We started yesterday with the news that Peter Sagan had fitted a bell onto his bike in an effort to avoid crashes, and we ended it with him winning another stage as a crash reshaped the race.

The first Friday last year was where the race started to be shaped, with Wiggins the first GC contender to be removed in a crash, followed by Brajkovic, Vinokourov and others over the weekend, and this year the race managed to compound all that chaos into one big crash. A huge chunk of the field were caught up in it, reducing the main peloton to about seventy riders. With so many caught up in the chaos, and a breakaway still to be chased down, it was inevitable that a lot of people were going to lose time, and much of the last 25km turned into a game of ‘spot who’s not in the main bunch.’

It was a prime example of how you can’t win the Tour in the first week, but you can easily lose it. Garmin-Sharp saw their hopes for the race completely fly out of the window – Hesjedal and Vande Velde lost over thirteen minutes, while Tom Danielson was forced to abandon following this (it’s a picture of a broken bike, not a broken person). Others didn’t lose quite as much time, but with Wiggins and Evans safely at the front of the main bunch, Schleck, Scarponi, Brajkovic, Rolland, Mollema, Peraud, Valverde, Gesink and Voeckler have all lost significant time. There still are some contenders within a reasonable time of Wiggins and Evans – Nibali the most prominent, but Menchov, Taaramae, Van Den Broeck and Samuel Sanchez are all within a minute – but the first selection of the race has taken place, though caused by a crash rather than a hill.

We’re running out of superlatives to describe Peter Sagan, though the impressiveness of his win yesterday may have been over-emphasised by the fact that Greipel had dis- and re-located his shoulder in a crash earlier in the day. (Anyone doubting the capacity of cyclists to endure pain should note the casualness with which people discuss dislocated shoulders and other injuries that take people out of other sports) His stated aim is to take the green jersey to Paris, but there’ll be a lot of people watching how he handles the first real mountains this weekend, just in case we’re watching the arrival of the next Eddy Merckx, who won every jersey as he utterly dominated his debut race in 1969.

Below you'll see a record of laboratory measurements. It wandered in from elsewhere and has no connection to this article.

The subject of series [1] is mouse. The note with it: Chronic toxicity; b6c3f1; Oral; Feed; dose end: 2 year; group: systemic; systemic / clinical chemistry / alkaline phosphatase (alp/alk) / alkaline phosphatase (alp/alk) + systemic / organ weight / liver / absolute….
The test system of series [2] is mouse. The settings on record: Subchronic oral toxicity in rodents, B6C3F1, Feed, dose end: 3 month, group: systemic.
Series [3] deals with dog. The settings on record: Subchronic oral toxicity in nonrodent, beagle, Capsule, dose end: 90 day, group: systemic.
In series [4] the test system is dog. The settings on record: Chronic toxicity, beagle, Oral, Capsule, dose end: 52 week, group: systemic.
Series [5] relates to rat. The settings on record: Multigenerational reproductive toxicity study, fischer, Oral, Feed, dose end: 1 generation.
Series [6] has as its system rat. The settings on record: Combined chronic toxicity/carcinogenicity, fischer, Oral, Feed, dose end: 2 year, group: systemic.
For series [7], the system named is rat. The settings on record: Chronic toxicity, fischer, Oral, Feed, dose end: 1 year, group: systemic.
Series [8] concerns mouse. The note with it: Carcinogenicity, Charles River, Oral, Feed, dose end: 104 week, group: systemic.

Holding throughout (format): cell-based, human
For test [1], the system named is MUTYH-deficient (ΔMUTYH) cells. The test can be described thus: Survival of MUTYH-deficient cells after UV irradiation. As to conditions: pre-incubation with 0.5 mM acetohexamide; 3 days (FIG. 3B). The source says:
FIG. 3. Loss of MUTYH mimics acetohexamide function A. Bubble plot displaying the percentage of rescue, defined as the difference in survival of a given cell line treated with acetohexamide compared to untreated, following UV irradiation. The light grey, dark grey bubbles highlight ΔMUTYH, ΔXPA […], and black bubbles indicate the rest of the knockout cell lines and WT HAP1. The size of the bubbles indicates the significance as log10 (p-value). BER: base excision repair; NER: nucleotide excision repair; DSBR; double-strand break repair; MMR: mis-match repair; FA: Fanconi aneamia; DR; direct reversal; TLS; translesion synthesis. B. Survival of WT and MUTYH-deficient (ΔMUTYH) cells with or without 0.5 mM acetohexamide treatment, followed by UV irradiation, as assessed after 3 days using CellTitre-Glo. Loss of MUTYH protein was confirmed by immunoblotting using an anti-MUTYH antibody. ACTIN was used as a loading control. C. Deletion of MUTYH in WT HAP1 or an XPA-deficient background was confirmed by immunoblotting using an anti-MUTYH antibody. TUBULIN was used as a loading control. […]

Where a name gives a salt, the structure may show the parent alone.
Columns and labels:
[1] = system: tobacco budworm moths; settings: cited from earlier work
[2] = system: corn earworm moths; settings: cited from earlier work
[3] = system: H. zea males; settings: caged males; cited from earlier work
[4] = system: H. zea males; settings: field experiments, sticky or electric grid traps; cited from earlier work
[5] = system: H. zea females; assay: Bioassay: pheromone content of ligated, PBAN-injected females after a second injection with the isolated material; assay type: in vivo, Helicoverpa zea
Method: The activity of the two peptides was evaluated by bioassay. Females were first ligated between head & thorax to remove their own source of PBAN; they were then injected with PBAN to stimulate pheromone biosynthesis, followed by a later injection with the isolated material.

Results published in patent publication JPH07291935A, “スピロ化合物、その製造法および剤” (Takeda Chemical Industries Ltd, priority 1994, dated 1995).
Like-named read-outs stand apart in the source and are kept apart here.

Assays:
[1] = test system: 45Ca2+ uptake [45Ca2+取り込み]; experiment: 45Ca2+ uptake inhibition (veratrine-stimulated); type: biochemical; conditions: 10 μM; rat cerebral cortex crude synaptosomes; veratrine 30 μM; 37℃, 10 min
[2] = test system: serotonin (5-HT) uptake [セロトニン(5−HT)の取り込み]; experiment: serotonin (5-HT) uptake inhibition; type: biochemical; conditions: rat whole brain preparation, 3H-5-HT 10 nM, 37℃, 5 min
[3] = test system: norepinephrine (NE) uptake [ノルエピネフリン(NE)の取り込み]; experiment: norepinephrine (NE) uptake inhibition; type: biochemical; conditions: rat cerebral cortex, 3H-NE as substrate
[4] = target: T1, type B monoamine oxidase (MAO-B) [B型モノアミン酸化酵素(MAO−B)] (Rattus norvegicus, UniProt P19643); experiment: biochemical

Today the race heads to the ‘board of the pretty girls’ – La Planche des Belle Filles – as we pass into Franche-Comte and the Jura on the way to Switzerland. It’s a medium-mountain stage, ending with a category one climb that will be the first serious uphill test of the race. It’s not a long Alpine climb that will cause huge gaps, but it will be a useful early indication of relative form and pace. Anyone not feeling well, or suffering from the effects of yesterday’s crash, could find themselves being ejected from the back of the bunch as it hits the steepest parts of the climb.

There are a lot of riders who could challenge for a win today, either by breaking away early and trying to solo up the the climb, or by sticking in the bunch and then kicking out in a sprint at the end. Even if it’s not to win the stage, late kicks could help riders gain a precious few seconds, particularly as Wiggins isn’t noted for his sprints to the line. The question for Sky is how much they want to force the pace on the climb – it’s a tactic that’s worked well for them this year, using power riders like Boasson Hagen, Porte and Rogers to set a constant high tempo on the way up while they see who can hold on. Keeping a high pace, rather than accelerating and decelerating, suits Wiggins’ style, but is also Evans’ preferred method of getting up hills.

Two jerseys could change today – with twenty points available to the winner of the final climb, there’ll be a new King of the Mountains unless Mørkøk surprises everyone by staying with the bunch, and the climb looks like it might be just too steep for Fabian Cancellara, though he may attempt to hold on just so he can wear the yellow jersey home as the race heads into Switzerland tomorrow.

UPDATE: And just after posting this, I was checking Twitter and discovered that Ryder Hesjedal has pulled out of the Tour.

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